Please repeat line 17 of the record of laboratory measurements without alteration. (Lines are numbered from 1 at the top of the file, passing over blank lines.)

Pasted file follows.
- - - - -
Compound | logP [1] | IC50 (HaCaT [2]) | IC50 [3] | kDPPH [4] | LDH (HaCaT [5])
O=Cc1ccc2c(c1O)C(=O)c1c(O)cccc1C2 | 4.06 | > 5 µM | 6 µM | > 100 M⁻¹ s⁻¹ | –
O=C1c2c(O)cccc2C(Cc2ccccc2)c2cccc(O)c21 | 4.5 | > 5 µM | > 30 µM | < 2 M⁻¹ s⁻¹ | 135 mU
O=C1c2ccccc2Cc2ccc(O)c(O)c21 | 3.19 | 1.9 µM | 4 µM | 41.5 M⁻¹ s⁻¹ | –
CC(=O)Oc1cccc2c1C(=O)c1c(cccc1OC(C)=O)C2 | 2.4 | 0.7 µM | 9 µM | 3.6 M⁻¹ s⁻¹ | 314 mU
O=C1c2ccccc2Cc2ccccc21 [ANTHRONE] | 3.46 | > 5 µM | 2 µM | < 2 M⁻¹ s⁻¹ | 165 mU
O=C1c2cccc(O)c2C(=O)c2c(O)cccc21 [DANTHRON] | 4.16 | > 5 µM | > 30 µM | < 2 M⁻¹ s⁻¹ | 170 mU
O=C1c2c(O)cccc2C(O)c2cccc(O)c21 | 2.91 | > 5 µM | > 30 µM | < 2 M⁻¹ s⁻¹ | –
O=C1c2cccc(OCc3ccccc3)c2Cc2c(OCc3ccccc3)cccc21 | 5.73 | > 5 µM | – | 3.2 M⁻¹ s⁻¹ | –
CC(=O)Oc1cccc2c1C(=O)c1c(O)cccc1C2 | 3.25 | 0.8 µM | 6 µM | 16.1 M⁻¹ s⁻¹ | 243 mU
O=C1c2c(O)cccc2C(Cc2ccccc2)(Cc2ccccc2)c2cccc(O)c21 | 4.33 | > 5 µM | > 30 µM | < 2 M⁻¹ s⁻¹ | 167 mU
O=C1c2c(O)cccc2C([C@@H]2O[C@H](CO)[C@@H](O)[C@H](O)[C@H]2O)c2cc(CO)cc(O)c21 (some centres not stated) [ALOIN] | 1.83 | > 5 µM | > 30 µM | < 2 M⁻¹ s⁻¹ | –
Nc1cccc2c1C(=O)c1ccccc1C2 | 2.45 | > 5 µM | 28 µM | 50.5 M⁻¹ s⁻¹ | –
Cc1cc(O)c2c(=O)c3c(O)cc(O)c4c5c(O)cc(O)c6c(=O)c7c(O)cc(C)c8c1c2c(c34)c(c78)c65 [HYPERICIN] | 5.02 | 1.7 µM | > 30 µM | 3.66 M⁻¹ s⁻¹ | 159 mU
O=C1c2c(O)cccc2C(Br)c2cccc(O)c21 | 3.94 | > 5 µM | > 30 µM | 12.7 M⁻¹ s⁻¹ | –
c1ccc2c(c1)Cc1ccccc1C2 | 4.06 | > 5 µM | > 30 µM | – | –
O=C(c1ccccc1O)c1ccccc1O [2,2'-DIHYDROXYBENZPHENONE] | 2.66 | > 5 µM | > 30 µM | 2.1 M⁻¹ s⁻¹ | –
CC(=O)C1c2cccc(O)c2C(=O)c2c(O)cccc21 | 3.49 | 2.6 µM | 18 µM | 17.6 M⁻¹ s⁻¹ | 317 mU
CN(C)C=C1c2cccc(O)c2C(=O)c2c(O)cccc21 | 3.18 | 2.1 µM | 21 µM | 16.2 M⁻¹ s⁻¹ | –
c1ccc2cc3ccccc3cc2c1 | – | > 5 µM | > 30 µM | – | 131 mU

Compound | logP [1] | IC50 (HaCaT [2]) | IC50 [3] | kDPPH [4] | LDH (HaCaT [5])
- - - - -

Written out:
O=C(c1ccccc1O)c1ccccc1O [2,2'-DIHYDROXYBENZPHENONE] | 2.66 | > 5 µM | > 30 µM | 2.1 M⁻¹ s⁻¹ | –